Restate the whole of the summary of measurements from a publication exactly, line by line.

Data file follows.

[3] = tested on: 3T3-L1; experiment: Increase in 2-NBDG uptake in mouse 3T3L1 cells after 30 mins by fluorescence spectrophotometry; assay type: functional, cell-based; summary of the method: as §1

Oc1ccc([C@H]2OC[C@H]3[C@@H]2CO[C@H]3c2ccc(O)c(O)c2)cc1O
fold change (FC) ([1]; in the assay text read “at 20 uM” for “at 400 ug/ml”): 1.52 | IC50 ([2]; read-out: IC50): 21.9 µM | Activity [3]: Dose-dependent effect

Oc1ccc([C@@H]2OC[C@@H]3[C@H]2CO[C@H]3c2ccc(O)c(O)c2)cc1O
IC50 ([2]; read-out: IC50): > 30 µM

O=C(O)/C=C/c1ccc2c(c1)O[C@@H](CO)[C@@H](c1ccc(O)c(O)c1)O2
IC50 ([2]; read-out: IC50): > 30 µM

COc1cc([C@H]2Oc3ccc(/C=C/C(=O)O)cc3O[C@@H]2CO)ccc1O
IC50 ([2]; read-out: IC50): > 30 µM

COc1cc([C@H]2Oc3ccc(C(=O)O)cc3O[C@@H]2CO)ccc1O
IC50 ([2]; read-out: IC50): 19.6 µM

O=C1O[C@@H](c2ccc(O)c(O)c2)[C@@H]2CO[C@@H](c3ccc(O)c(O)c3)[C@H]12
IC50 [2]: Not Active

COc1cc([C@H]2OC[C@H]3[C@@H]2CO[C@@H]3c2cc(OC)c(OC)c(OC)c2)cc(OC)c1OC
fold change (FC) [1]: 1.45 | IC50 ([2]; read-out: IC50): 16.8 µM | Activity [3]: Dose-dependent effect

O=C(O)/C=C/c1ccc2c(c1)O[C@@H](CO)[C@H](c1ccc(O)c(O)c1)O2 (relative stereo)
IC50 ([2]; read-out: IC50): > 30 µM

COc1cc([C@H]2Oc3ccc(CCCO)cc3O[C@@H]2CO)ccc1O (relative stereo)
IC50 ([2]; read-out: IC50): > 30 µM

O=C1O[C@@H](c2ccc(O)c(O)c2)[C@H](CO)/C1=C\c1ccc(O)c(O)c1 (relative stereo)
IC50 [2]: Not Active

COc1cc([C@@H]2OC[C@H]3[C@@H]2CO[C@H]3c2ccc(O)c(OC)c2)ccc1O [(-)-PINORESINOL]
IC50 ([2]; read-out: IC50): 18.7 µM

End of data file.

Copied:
[3] = tested on: 3T3-L1; experiment: Increase in 2-NBDG uptake in mouse 3T3L1 cells after 30 mins by fluorescence spectrophotometry; assay type: functional, cell-based; summary of the method: as §1

Oc1ccc([C@H]2OC[C@H]3[C@@H]2CO[C@H]3c2ccc(O)c(O)c2)cc1O
fold change (FC) ([1]; in the assay text read “at 20 uM” for “at 400 ug/ml”): 1.52 | IC50 ([2]; read-out: IC50): 21.9 µM | Activity [3]: Dose-dependent effect

Oc1ccc([C@@H]2OC[C@@H]3[C@H]2CO[C@H]3c2ccc(O)c(O)c2)cc1O
IC50 ([2]; read-out: IC50): > 30 µM

O=C(O)/C=C/c1ccc2c(c1)O[C@@H](CO)[C@@H](c1ccc(O)c(O)c1)O2
IC50 ([2]; read-out: IC50): > 30 µM

COc1cc([C@H]2Oc3ccc(/C=C/C(=O)O)cc3O[C@@H]2CO)ccc1O
IC50 ([2]; read-out: IC50): > 30 µM

COc1cc([C@H]2Oc3ccc(C(=O)O)cc3O[C@@H]2CO)ccc1O
IC50 ([2]; read-out: IC50): 19.6 µM

O=C1O[C@@H](c2ccc(O)c(O)c2)[C@@H]2CO[C@@H](c3ccc(O)c(O)c3)[C@H]12
IC50 [2]: Not Active

COc1cc([C@H]2OC[C@H]3[C@@H]2CO[C@@H]3c2cc(OC)c(OC)c(OC)c2)cc(OC)c1OC
fold change (FC) [1]: 1.45 | IC50 ([2]; read-out: IC50): 16.8 µM | Activity [3]: Dose-dependent effect

O=C(O)/C=C/c1ccc2c(c1)O[C@@H](CO)[C@H](c1ccc(O)c(O)c1)O2 (relative stereo)
IC50 ([2]; read-out: IC50): > 30 µM

COc1cc([C@H]2Oc3ccc(CCCO)cc3O[C@@H]2CO)ccc1O (relative stereo)
IC50 ([2]; read-out: IC50): > 30 µM

O=C1O[C@@H](c2ccc(O)c(O)c2)[C@H](CO)/C1=C\c1ccc(O)c(O)c1 (relative stereo)
IC50 [2]: Not Active

COc1cc([C@@H]2OC[C@H]3[C@@H]2CO[C@H]3c2ccc(O)c(OC)c2)ccc1O [(-)-PINORESINOL]
IC50 ([2]; read-out: IC50): 18.7 µM